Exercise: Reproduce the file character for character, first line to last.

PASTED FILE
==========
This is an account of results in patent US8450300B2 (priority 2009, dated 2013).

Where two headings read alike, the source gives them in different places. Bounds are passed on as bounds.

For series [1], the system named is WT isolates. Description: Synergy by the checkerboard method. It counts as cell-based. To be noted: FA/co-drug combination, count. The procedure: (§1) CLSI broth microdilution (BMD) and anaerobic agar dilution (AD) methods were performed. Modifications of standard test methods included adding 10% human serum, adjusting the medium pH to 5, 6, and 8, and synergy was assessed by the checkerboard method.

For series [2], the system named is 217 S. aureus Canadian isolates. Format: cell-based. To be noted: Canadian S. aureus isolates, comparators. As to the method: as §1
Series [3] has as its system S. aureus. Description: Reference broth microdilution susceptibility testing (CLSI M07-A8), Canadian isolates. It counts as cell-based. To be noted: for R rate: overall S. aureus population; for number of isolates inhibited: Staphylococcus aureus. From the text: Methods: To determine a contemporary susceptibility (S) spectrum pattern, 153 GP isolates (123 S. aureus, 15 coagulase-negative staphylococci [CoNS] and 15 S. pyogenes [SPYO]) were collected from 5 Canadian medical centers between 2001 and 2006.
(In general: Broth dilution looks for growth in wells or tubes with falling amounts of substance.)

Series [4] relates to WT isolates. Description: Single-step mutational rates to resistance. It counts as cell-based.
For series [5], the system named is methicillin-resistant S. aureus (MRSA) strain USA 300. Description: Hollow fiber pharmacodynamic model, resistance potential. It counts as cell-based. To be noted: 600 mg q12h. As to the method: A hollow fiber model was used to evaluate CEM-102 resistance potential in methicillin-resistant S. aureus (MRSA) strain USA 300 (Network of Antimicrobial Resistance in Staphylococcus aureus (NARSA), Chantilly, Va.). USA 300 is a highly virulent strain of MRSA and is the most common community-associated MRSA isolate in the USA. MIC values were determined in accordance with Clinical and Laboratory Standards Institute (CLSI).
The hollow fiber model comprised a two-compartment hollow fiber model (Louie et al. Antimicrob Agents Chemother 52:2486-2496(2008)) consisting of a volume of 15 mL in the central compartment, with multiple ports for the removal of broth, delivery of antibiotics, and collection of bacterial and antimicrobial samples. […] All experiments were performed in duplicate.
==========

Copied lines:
This is an account of results in patent US8450300B2 (priority 2009, dated 2013).

Where two headings read alike, the source gives them in different places. Bounds are passed on as bounds.

For series [1], the system named is WT isolates. Description: Synergy by the checkerboard method. It counts as cell-based. To be noted: FA/co-drug combination, count. The procedure: (§1) CLSI broth microdilution (BMD) and anaerobic agar dilution (AD) methods were performed. Modifications of standard test methods included adding 10% human serum, adjusting the medium pH to 5, 6, and 8, and synergy was assessed by the checkerboard method.

For series [2], the system named is 217 S. aureus Canadian isolates. Format: cell-based. To be noted: Canadian S. aureus isolates, comparators. As to the method: as §1
Series [3] has as its system S. aureus. Description: Reference broth microdilution susceptibility testing (CLSI M07-A8), Canadian isolates. It counts as cell-based. To be noted: for R rate: overall S. aureus population; for number of isolates inhibited: Staphylococcus aureus. From the text: Methods: To determine a contemporary susceptibility (S) spectrum pattern, 153 GP isolates (123 S. aureus, 15 coagulase-negative staphylococci [CoNS] and 15 S. pyogenes [SPYO]) were collected from 5 Canadian medical centers between 2001 and 2006.
(In general: Broth dilution looks for growth in wells or tubes with falling amounts of substance.)

Series [4] relates to WT isolates. Description: Single-step mutational rates to resistance. It counts as cell-based.
For series [5], the system named is methicillin-resistant S. aureus (MRSA) strain USA 300. Description: Hollow fiber pharmacodynamic model, resistance potential. It counts as cell-based. To be noted: 600 mg q12h. As to the method: A hollow fiber model was used to evaluate CEM-102 resistance potential in methicillin-resistant S. aureus (MRSA) strain USA 300 (Network of Antimicrobial Resistance in Staphylococcus aureus (NARSA), Chantilly, Va.). USA 300 is a highly virulent strain of MRSA and is the most common community-associated MRSA isolate in the USA. MIC values were determined in accordance with Clinical and Laboratory Standards Institute (CLSI).
The hollow fiber model comprised a two-compartment hollow fiber model (Louie et al. Antimicrob Agents Chemother 52:2486-2496(2008)) consisting of a volume of 15 mL in the central compartment, with multiple ports for the removal of broth, delivery of antibiotics, and collection of bacterial and antimicrobial samples. […] All experiments were performed in duplicate.